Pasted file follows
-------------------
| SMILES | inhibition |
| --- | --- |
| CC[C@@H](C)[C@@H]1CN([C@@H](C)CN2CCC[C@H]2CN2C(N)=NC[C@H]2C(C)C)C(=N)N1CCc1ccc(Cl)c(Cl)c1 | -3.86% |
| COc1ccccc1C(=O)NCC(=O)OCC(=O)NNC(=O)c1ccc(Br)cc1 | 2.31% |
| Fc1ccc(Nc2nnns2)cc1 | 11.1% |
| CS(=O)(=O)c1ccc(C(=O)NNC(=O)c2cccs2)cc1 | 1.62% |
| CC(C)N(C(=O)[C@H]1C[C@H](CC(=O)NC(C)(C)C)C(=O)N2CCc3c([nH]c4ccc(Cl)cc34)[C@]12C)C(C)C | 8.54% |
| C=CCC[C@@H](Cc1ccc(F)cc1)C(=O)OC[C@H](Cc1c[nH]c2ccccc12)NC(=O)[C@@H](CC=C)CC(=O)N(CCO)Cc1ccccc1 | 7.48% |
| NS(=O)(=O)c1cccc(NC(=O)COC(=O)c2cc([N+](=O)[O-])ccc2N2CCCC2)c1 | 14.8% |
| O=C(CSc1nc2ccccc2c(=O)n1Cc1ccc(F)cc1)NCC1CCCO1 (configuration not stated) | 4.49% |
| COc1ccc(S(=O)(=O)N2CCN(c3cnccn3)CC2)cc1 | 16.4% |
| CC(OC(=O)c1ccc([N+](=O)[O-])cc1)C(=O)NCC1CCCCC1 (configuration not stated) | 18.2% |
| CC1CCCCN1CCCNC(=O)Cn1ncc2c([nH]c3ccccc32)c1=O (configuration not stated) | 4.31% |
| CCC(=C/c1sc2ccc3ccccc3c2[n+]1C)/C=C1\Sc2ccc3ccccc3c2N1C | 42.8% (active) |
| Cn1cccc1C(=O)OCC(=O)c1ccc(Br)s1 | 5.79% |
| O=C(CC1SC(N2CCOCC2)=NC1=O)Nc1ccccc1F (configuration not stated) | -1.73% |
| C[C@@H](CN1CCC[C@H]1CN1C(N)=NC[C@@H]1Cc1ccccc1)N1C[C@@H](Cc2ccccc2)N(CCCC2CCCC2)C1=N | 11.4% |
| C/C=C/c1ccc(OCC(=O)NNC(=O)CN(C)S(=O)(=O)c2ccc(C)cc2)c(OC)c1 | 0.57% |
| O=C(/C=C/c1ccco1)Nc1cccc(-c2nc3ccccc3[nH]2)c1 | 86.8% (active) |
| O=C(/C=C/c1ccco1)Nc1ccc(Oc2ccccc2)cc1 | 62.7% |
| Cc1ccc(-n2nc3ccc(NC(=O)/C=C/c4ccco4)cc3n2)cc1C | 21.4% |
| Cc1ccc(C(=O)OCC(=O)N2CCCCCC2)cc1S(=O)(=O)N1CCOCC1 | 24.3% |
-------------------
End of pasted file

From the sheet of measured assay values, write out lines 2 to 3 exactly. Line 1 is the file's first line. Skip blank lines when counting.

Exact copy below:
| --- | --- |
| CC[C@@H](C)[C@@H]1CN([C@@H](C)CN2CCC[C@H]2CN2C(N)=NC[C@H]2C(C)C)C(=N)N1CCc1ccc(Cl)c(Cl)c1 | -3.86% |